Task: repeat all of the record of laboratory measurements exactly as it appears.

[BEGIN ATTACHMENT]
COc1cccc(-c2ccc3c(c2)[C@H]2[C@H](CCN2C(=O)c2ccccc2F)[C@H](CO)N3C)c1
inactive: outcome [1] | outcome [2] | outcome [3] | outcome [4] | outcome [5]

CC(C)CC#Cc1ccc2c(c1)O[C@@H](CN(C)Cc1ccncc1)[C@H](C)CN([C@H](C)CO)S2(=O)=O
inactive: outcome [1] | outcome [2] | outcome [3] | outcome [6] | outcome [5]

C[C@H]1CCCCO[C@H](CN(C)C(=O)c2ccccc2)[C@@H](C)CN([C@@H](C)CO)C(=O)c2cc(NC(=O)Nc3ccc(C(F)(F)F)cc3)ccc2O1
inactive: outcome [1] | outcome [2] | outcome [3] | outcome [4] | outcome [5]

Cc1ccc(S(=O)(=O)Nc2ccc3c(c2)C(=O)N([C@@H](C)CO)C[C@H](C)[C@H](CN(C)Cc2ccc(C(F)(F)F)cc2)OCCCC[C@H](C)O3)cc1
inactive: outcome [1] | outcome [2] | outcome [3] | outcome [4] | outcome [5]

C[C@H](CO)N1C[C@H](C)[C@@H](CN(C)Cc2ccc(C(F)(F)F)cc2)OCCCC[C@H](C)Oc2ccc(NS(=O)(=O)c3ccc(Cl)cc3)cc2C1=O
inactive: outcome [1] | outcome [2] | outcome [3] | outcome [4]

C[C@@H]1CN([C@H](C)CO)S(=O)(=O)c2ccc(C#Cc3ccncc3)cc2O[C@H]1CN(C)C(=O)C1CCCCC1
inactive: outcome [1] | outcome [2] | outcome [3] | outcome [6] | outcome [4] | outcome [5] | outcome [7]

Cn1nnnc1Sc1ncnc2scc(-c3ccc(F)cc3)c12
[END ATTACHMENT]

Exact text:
COc1cccc(-c2ccc3c(c2)[C@H]2[C@H](CCN2C(=O)c2ccccc2F)[C@H](CO)N3C)c1
inactive: outcome [1] | outcome [2] | outcome [3] | outcome [4] | outcome [5]

CC(C)CC#Cc1ccc2c(c1)O[C@@H](CN(C)Cc1ccncc1)[C@H](C)CN([C@H](C)CO)S2(=O)=O
inactive: outcome [1] | outcome [2] | outcome [3] | outcome [6] | outcome [5]

C[C@H]1CCCCO[C@H](CN(C)C(=O)c2ccccc2)[C@@H](C)CN([C@@H](C)CO)C(=O)c2cc(NC(=O)Nc3ccc(C(F)(F)F)cc3)ccc2O1
inactive: outcome [1] | outcome [2] | outcome [3] | outcome [4] | outcome [5]

Cc1ccc(S(=O)(=O)Nc2ccc3c(c2)C(=O)N([C@@H](C)CO)C[C@H](C)[C@H](CN(C)Cc2ccc(C(F)(F)F)cc2)OCCCC[C@H](C)O3)cc1
inactive: outcome [1] | outcome [2] | outcome [3] | outcome [4] | outcome [5]

C[C@H](CO)N1C[C@H](C)[C@@H](CN(C)Cc2ccc(C(F)(F)F)cc2)OCCCC[C@H](C)Oc2ccc(NS(=O)(=O)c3ccc(Cl)cc3)cc2C1=O
inactive: outcome [1] | outcome [2] | outcome [3] | outcome [4]

C[C@@H]1CN([C@H](C)CO)S(=O)(=O)c2ccc(C#Cc3ccncc3)cc2O[C@H]1CN(C)C(=O)C1CCCCC1
inactive: outcome [1] | outcome [2] | outcome [3] | outcome [6] | outcome [4] | outcome [5] | outcome [7]

Cn1nnnc1Sc1ncnc2scc(-c3ccc(F)cc3)c12